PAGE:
And that can be killer.

As Max Strus said when I talked to him after practice, “The second unit is to get Tyler going.” He’s going to be getting up a ton of shots night in and night out, but Thursday’s match-up may even mean it’ll be on the higher end with what will be given to him.

Can he carry over that preseason success? The door is open for him to kick it off in the right way.


PJ Tucker on Brook Lopez, Bam Adebayo on Giannis Antetokounmpo?

When looking at pure on-paper match-ups for these two teams, it’s pretty intriguing: Lowry on Holiday, Robinson on Allen, Butler on Middleton, and well, the front-court match-ups.

It feels like it’ll be a deal where they mix it up a bit throughout, especially with Coach Spo not wanting Adebayo to get in early foul trouble, but I think that adjustment will be made once we hear that first whistle.

PJ Tucker’s size doesn’t equate to length on the 7 foot Brook Lopez, but it does equate to width. He can defend the post at a high level against bigger guys, and Miami’s scheme will have plenty of doubles flying from all over the place.


What is the difference between this discussion now and last year? The match-ups can actually be debated.

The same goes for the way the roster was constructed in the bubble, where Adebayo and Jae Crowder could constantly rotate match-ups, while throwing in Andre Iguodala and Soloman Hill to muck things up on Milwaukee’s solid front-court.

Lowry gave this team added offensive weapons, but Tucker gave this team added defensive weapons. And the on-paper match-ups tell the whole story in that sense.

The Jimmy Butler Specialty Incoming: Timely Doubles

As I’ve said many times: Jimmy Butler’s best skill in the game of basketball is weak-side defending.

He’s going to be outside the action much more this season which is favorable to him, but the Middleton match-up will most likely pull him into a heavy on-ball defensive role this Thursday.

Some interesting wrinkles that Brooklyn through at Antetokounmpo were constant doubles, but the timing of them always seemed off, leading to a 32/14/7 night. But since this is a “scouting report,” there’s a specific moment when that double is needed, and Butler will pick up on this quickly.

One thing about Butler is that he’s a sneaky doubler. He waits for that guy with the ball in his hands to turn away, then he instinctively sprints at him from the backside. Similarly, Antetokounmpo is a guy who turns into those pivoted stances inside the arc, opening up that gateway for Butler.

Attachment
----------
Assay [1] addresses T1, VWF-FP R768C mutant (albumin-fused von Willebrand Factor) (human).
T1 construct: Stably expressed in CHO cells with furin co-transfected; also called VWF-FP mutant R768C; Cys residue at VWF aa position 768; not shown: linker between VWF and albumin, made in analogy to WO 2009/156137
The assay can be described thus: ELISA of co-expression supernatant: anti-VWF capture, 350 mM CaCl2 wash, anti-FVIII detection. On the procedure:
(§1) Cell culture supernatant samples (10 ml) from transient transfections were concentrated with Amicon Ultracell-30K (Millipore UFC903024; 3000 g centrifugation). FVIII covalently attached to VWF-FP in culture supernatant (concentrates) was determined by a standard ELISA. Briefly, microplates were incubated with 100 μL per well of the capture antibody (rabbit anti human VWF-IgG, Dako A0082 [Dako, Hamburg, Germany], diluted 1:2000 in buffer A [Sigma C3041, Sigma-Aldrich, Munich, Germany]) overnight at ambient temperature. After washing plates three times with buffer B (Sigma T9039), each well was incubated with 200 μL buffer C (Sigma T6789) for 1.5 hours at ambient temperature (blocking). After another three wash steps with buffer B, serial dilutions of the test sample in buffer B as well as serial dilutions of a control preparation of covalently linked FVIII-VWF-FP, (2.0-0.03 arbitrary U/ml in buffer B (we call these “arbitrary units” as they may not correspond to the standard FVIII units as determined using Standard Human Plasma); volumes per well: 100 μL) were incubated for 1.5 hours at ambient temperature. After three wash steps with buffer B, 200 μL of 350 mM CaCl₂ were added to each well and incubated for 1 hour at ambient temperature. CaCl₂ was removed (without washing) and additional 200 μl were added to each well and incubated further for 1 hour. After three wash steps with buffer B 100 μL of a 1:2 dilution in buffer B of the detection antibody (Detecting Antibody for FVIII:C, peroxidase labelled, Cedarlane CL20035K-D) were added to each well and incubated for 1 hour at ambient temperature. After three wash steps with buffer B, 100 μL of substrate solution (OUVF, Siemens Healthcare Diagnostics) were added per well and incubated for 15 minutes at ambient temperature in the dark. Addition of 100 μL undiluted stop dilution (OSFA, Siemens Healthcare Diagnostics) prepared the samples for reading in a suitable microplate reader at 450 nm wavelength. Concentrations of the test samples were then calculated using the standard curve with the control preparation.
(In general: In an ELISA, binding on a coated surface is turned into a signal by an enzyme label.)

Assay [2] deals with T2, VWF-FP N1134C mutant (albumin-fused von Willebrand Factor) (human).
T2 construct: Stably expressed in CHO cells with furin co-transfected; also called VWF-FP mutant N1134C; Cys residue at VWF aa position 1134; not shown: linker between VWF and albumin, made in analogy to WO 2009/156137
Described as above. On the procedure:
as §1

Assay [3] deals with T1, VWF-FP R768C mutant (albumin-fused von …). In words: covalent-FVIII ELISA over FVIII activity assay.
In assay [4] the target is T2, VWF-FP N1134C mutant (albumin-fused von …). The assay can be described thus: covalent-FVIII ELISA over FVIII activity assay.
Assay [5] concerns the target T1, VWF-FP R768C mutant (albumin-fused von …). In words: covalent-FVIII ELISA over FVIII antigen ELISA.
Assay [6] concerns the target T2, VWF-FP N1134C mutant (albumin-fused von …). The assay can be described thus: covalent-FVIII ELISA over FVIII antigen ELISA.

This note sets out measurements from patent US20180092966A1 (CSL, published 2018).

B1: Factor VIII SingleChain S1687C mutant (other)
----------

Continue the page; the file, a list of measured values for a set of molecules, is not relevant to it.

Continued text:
Leaving his back vulnerable on the block with Tucker or Adebayo holding him down in the post will be a good starting point for the defensive structure. Make Antetokounmpo uncomfortable, force him into that extra pass, and key-in on those close-outs that this starting lineup will be so good with.

In my opinion, this should be a 3+ steal night for Butler with the new play-style.

Wild Card:

Taking Advantage of Milwaukee’s Full Bench Lineups

Miami has played victim recently with opposing teams exploding when the top dogs were getting a breather on the sideline, but that won’t be the case much this year for the Heat.

It’ll be a revolving door of Butler, Lowry, and Adebayo, while Herro’s offensive emergence will take enough pressure off of them while they’re on the floor.

For Milwaukee, there are a few stretches that Miami will have to take advantage of. For one, Jrue Holiday’s status may be in question after he left Tuesday’s game with a heel contusion, so these “lineups” I’m discussing will be seen even more often.

Antetokounmpo, Middleton, and Holiday all found themselves on the sideline early in that season opener, and that should be a signal to just go, especially for the team’s energy flame Tyler Herro.

That’ll be the wild card. Upon seeing a five-man group of the supporting cast, it’ll be time for Miami to really capitalize in ways so many teams did against them last season.

“He wasn’t happy with losing and getting swept and being embarrassed,” Pat Riley said about Jimmy Butler’s attitude following that playoff series. And now it’s time to showcase that in a brand new season, with a brand new team, and a brand new mindset.

This team may have gotten plenty of physical rest, but mental rest was also taken into account. And that element was even more important for this group of guys.